Last week, the New England Patriots shipped their former first-round wideout N’Keal Harry to the Chicago Bears for a 2024 seventh-round pick. As NFL Network’s Ian Rapoport described it, it was an upside move. As for the Green Bay Packers’ arch-rivals, it’s far from the first such move they’ve made. Chicago added Equanimeous St. Brown, Byron Pringle, Dante Pettis, and Tajae Sharpe on cheap one-year deals. They also drafted Tennessee standout Velus Jones Jr. in Round 3. Behind Darnell Mooney, they’re almost sure to find a guy or two who can step up and make some plays for Justin Fields. Even if they don’t, they didn’t give up much to take that chance.
The Packers found themselves in a similar position this spring when Davante Adams forced his way to Las Vegas. But they didn’t seem interested in Chicago’s kitchen-sink approach, even as the market for receivers exploded after Christian Kirk signed a mammoth deal with the Jacksonville Jaguars. They added a veteran mystery box in Sammy Watkins and a young project in Christian Watson to a corps led by Allen Lazard.
Still, why wouldn’t they be interested in someone like Harry?
Receivers were flying all over the place on draft night. The Philadelphia Eagles traded for A.J. Brown, Marquise Brown landed with the Arizona Cardinals, and five young wideouts were selected in Round 1. Yet none of them ended up in green and gold. The Packers have championship-caliber personnel on defense, in the backfield, trenches, and under center. So you’d think they would be interested in hedging their bets on the likes of Lazard, Watkins, Randall Cobb, and Amari Rodgers. They wouldn’t want lackluster playmaking on the outside to threaten an otherwise promising season.
Green Bay has certainly overcome its share of financial turmoil this offseason. But it’s July, and they’ve got just over $16 million in cap space, the fifth-highest in the league. After multiple teams’ more aggressive and ultimately superior “all-in” approaches brought titles to their cities, it’s hard to imagine Brian Gutekunst and Co. won’t be looking to make a move. Julio Jones is still on the market, and he should be relatively affordable and come with serious upside. Jalen Reagor is a sort of N’Keal Harry equivalent.
The Eagles took Reagor 21st overall in the 2020 draft, just five selections ahead of Jordan Love. In three seasons, he’s struggled to get in a rhythm and has become a pretty maligned individual on the streets of Philadelphia. After Howie Roseman and Nick Sirianni added Brown and Zach Pascal, Reagor’s future with the team is more ambiguous than ever. He may not have fit in the City of Brotherly Love. But as far as we can see, he’s still got the physical traits that made him a highly coveted prospect only three years ago.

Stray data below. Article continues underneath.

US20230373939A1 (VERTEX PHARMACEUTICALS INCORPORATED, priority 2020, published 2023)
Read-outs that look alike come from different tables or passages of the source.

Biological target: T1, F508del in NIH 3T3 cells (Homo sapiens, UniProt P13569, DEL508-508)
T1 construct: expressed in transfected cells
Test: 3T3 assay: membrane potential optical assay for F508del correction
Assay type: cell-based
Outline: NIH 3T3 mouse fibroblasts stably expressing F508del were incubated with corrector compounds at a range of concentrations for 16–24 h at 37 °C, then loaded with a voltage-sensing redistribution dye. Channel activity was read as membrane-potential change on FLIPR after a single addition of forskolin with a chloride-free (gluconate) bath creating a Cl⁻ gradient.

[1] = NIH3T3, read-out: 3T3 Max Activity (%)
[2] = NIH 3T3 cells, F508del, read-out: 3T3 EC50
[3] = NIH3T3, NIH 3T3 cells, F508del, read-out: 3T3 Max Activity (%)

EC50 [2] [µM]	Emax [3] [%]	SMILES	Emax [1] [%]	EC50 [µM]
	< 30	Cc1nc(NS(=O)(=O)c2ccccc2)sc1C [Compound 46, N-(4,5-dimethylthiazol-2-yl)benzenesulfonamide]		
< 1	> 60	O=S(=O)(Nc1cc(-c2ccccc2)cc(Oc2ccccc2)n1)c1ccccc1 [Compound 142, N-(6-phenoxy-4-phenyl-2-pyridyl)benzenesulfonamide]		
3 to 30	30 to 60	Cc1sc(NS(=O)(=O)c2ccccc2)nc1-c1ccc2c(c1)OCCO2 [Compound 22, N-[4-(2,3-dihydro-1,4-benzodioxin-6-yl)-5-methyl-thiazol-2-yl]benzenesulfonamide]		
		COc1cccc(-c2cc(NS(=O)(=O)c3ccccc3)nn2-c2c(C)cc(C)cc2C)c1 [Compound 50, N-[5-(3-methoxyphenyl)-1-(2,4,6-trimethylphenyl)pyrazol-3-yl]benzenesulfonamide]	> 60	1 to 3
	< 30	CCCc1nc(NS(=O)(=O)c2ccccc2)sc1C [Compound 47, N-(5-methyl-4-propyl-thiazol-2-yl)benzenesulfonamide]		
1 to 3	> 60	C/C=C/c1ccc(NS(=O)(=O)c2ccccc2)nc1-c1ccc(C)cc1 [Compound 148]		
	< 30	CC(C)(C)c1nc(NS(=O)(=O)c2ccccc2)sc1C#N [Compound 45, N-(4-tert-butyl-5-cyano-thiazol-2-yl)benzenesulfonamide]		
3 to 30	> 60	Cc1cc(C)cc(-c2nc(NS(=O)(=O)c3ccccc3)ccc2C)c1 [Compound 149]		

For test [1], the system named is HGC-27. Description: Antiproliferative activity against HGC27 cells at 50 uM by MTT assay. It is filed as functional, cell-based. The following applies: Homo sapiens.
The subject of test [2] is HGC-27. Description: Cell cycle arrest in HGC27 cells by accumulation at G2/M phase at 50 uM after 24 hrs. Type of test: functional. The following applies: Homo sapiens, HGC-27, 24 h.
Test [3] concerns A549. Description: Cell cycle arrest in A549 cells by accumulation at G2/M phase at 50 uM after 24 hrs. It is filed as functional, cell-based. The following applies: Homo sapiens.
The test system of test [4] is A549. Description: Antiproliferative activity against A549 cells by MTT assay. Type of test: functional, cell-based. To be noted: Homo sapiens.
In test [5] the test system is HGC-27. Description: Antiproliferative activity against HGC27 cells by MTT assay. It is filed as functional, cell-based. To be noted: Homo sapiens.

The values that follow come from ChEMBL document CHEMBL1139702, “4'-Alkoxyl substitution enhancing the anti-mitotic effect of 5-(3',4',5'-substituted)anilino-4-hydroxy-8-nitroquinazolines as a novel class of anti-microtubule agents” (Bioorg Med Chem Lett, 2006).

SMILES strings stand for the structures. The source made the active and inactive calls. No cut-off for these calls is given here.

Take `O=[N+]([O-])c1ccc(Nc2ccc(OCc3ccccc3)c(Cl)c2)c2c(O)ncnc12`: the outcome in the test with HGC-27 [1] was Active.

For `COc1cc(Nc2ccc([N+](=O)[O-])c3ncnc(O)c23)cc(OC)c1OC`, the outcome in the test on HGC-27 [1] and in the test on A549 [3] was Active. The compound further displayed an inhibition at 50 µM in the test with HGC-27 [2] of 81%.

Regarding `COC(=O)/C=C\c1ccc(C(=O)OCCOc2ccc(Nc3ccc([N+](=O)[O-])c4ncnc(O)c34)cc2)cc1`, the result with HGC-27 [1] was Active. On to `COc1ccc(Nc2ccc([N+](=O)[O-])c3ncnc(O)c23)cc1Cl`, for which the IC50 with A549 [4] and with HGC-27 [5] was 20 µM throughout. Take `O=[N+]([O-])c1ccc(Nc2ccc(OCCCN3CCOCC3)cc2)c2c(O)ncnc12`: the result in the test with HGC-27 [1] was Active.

With preseason games just over a couple of weeks away, now is the time to bring in a high-upside piece or two. When Chicago made that deal for Harry, they bought a mystery box. He could contain anything from a mountain of untapped potential to the same drops and underwhelming play we saw from him in New England. But they didn’t have to give up anything of value to find out.
Obviously, we could see Lazard shine as the new Mike Evans in Adams’ absence. In that case, I’ll be eating enough crow to put them on the endangered species list. But what if he doesn’t? What if Watkins is on IR by Week 3, Watson doesn’t seem ready to start, and Lazard can’t be a 1,000-yard receiver by himself? By letting MVS walk and declining to pull the trigger on a trade for Tyreek Hill or Brown, the Packers have made it clear that they believe the E-ticket stars of this exploding wideout market aren’t worth it. Still, that doesn’t mean they have to stand pat.
As Rodgers prepares to find 4,000 passing yards wherever he can in a push for a third-straight MVP award, why not increase the odds that he and Matt LaFleur can find a dude in their first season together without Adams? LaFleur has been adamant that the organization will do whatever it takes to get over the hump. With a stout defense and a Hall of Fame quarterback, there’s no reason to leave $16 million in the bank and play roulette with some rookies and relatively unproven vets. They should go out and turn over every stone in hopes of finding your ticket to the Super Bowl for the first time since 2011.
Green Bay hasn’t ever been the type of team to go out and get a Julio Jones or Odell Beckham. But, in the last decade, they haven’t been the type of team to go out and win in the playoffs either. It’s time to shake things up a bit, and bringing in X-factors like Harry, Pringle, and Pettis – or even one of those premium mystery boxes in Jones or Beckham – doesn’t do any harm and could go a long way toward getting Rodgers back to the Big Dance for the first time since 2011.